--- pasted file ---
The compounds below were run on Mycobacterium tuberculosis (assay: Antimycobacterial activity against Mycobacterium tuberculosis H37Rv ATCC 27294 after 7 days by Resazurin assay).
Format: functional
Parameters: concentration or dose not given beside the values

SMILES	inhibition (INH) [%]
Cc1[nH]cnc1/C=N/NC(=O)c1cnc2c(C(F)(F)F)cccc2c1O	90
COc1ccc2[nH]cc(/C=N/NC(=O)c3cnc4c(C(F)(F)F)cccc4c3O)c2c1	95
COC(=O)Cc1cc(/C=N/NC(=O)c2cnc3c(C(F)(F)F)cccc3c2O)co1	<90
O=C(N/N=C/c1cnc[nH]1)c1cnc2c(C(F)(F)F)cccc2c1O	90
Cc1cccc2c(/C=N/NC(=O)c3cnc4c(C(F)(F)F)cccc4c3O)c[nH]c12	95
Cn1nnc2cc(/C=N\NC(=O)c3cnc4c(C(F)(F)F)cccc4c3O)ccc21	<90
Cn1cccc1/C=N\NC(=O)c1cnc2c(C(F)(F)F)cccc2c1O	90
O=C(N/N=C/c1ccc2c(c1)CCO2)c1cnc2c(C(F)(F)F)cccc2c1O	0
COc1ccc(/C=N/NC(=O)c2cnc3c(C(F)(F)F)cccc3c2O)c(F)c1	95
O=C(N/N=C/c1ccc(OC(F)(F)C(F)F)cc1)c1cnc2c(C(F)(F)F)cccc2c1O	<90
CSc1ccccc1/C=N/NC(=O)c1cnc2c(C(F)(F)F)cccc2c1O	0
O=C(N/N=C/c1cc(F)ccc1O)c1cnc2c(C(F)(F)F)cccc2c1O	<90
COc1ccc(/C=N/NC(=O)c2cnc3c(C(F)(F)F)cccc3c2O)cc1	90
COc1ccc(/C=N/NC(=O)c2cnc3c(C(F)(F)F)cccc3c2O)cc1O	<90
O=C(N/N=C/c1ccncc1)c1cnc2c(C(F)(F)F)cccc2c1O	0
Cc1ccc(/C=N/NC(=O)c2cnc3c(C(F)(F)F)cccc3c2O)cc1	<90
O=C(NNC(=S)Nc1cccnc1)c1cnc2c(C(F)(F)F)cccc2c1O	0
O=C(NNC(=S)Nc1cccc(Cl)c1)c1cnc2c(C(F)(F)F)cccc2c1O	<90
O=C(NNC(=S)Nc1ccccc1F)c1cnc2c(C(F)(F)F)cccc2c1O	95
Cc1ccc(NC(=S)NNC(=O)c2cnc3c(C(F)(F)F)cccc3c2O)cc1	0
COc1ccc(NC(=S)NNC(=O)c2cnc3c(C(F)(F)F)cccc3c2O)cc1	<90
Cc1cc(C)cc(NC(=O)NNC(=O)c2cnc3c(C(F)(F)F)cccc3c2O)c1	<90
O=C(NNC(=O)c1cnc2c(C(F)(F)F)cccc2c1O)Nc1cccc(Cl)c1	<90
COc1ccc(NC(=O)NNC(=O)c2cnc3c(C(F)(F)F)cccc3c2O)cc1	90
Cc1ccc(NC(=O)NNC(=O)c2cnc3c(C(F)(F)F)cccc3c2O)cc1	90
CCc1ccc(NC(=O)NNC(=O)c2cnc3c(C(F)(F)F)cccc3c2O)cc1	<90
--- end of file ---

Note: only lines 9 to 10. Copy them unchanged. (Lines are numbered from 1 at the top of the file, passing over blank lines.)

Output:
Cc1cccc2c(/C=N/NC(=O)c3cnc4c(C(F)(F)F)cccc4c3O)c[nH]c12	95
Cn1nnc2cc(/C=N\NC(=O)c3cnc4c(C(F)(F)F)cccc4c3O)ccc21	<90